Say you’re Joseph and you’re married to Mary, but you haven’t yet consummated your marriage when you discover that Mary is pregnant. Understandably, you want to know who the father is. So what do you do? You call the three Wisemen, the Jewish law firm of partners Goldberg, Frankenstein, and Murray (“the first Irish Jew”), the so-called “litigators of the liturgy.”
That basic premise drives the irreverent 90-minute cabaret show “Wisemen,” a madcap mixture of Jewish shtick, double entendre, and musical medley of everything from klezmer to hip-hop to funk to mariachi. In their search for the truth, the Wisemen hold court before a money-obsessed Santa, with a gangsta-rapping Easter Bunny and G-d as two of their witnesses. And if the outcome of the trial is never in doubt (G-d fesses up), creators David Bestock and Eli Rosenblatt keep us guessing about what will happen next in their wild ride through biblical history and religious parody.
Actor Bestock and musician Rosenblatt wrote the motor-mouth script and eclectic score, which they have been refining since “Wisemen” premiered a couple of years ago at the Tractor Tavern. By taking the show to ACT’s Bullitt Cabaret this year, they’ve been able to expand the production elements and draw a deservedly bigger crowd. The buzz for “Wisemen” is so great, all six performances are close to sold out.
There’s no question Bestock and Rosenblatt are a dynamic duo. When they and the other actors slow down long enough — and enunciate well enough — for us to absorb the mile-a-minute jokes and puns, it’s clear the script is full of hilarious one-liners. When Joseph visits the local shrink, he reveals a dream in which he is in the Virgin Islands and really “wants to get off.” When Frankenstein says something nonsensical, Mary responds, “I guess if it makes sense to you, Frankenstein, it’s frank in sense.” When one of the Wisemen asks the Easter Bunny if he’s made love with Mary, the Bunny says, “I wouldn’t call it love. I’m a bunny. It’s what we do.”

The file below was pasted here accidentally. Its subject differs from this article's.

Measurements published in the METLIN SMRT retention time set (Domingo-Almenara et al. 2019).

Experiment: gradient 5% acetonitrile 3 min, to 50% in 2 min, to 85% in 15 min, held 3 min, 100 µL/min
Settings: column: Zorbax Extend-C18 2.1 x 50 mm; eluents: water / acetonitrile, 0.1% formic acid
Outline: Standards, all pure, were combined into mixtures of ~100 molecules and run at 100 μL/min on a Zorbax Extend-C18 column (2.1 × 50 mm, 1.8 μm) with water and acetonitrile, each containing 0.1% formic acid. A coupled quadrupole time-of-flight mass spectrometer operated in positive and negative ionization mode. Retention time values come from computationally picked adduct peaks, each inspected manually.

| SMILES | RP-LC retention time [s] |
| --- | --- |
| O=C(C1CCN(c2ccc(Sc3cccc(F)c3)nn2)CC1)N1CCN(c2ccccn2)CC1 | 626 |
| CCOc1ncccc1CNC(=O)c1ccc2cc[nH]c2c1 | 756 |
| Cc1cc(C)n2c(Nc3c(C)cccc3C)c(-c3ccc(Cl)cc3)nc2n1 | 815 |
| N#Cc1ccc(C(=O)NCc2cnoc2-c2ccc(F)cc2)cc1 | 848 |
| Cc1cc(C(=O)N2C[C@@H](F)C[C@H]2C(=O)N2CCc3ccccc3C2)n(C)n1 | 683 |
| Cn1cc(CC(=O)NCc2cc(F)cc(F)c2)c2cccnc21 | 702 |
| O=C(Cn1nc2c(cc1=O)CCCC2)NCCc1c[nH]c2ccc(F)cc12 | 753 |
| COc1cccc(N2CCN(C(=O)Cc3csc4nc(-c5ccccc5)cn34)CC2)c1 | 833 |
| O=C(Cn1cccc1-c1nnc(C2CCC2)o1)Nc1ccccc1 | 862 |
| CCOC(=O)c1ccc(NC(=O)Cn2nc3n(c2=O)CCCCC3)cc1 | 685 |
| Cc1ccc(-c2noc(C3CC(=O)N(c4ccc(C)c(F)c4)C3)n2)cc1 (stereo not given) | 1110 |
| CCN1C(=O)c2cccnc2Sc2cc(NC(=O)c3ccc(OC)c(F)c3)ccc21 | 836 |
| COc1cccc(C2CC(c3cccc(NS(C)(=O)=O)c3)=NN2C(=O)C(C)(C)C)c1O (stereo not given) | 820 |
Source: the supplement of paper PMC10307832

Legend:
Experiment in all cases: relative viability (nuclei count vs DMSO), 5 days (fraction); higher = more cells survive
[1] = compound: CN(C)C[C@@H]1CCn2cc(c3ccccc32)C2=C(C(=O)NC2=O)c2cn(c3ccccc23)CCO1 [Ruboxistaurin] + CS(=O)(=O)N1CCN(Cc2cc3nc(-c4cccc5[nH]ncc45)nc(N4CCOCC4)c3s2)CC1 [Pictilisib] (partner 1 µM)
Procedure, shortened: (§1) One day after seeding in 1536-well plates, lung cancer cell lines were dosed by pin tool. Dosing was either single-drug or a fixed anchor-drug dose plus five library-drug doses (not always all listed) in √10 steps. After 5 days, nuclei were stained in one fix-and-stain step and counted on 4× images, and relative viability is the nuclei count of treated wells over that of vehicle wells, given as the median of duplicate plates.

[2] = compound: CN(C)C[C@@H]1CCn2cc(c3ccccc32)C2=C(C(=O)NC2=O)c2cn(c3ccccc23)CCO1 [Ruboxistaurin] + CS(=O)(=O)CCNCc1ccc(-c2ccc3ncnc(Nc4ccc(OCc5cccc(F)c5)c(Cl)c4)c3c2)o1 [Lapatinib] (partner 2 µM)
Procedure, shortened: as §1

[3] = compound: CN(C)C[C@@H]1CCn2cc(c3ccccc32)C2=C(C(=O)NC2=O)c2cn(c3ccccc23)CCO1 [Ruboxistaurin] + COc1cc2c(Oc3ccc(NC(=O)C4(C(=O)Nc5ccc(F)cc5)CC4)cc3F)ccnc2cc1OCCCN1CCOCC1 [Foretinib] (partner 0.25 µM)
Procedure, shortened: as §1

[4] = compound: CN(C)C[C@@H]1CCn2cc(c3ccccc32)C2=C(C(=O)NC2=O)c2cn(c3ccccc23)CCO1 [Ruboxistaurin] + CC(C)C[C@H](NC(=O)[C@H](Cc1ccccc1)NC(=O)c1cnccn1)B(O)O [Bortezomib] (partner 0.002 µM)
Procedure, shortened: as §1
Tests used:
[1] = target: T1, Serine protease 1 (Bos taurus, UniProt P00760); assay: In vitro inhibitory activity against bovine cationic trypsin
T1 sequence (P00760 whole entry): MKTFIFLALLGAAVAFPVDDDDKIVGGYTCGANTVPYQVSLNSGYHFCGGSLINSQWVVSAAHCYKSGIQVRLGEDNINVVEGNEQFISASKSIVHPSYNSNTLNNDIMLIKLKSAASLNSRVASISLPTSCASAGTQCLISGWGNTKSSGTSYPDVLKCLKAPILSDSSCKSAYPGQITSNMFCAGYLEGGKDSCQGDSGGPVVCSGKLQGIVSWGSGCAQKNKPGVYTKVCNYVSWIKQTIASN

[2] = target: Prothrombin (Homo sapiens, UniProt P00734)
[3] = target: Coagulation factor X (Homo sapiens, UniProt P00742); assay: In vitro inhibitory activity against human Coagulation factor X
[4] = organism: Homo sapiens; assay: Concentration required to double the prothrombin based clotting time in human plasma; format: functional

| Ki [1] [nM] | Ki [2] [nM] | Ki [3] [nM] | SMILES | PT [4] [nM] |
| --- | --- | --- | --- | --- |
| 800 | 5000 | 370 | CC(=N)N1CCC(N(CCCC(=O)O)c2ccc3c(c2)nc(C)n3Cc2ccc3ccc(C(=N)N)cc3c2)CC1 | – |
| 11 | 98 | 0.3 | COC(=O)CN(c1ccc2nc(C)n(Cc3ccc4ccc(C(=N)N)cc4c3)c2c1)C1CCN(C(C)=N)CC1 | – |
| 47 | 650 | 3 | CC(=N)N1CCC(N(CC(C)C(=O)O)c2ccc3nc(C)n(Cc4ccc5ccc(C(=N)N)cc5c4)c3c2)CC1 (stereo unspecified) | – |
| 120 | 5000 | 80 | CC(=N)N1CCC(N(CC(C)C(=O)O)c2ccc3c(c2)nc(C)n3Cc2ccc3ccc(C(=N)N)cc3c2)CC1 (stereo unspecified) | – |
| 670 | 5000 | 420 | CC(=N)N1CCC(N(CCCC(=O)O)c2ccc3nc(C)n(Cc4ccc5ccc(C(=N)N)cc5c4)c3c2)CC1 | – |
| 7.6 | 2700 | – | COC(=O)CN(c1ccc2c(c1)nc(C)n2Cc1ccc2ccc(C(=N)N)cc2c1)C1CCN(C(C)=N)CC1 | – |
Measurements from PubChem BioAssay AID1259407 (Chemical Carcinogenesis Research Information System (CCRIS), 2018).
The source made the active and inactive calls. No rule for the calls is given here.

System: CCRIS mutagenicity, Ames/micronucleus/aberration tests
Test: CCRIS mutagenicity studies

That Bestock and the rest of the four-person cast can carry off such silliness is testimony to their split-second timing and willingness to look stupid. In the masterful courtroom scene, Bestock, Gavin Cummins, and Ben Harris reveal their prodigious talents as quick-change artists in their back-and-forth character-switching stints as the three Wisemen, Santa, Mary, the Easter Bunny, a neighbor who’s slept with Mary, and Mary’s attorney, the Pope.
Colin Smith rounds out the cast as the downtrodden Joseph and delivers arguably the funniest line in the show. After the baby is born, Mary muses about different names for the child while Joseph hammers away at her side. Suddenly, Joseph bangs his finger. “Jesus Christ!” he screams…and the rest is history.
The show could still use a little fine-tuning since there are a couple of scenes that drop in out of the blue and are superfluous to the action. One is a mariachi musical number, the only time Rosenblatt appears on stage, that seems designed mainly to show off Rosenblatt’s impressive guitar playing and near-perfect Castilian accent and Ben Harris’ way with a horn. The other has Santa in a romp with two seductive female elves, which serves mainly to allow the other actors time to change costumes.
But these are minor defects and if not everyone in the opening night audience got all the “in” Jewish jokes, there’s enough general appeal and engaging music, splendidly played live by Rosenblatt, Sam Esecson, and Birch Pereira to make this a delightful new holiday tradition. One word of warning, however. This is decidedly not a family show; many of the jokes are off-color and the basic story line is one definitely not suitable for younger viewers.
If you go: “Wisemen” at ACT’s Bullitt Cabaret, 700 Union Street, 8 pm December 13-16, 20-22. General admission (no reserved seating) $15, standing room available after 12 pm day of show. Tickets (206) 292-7676 or www.acttheatre.org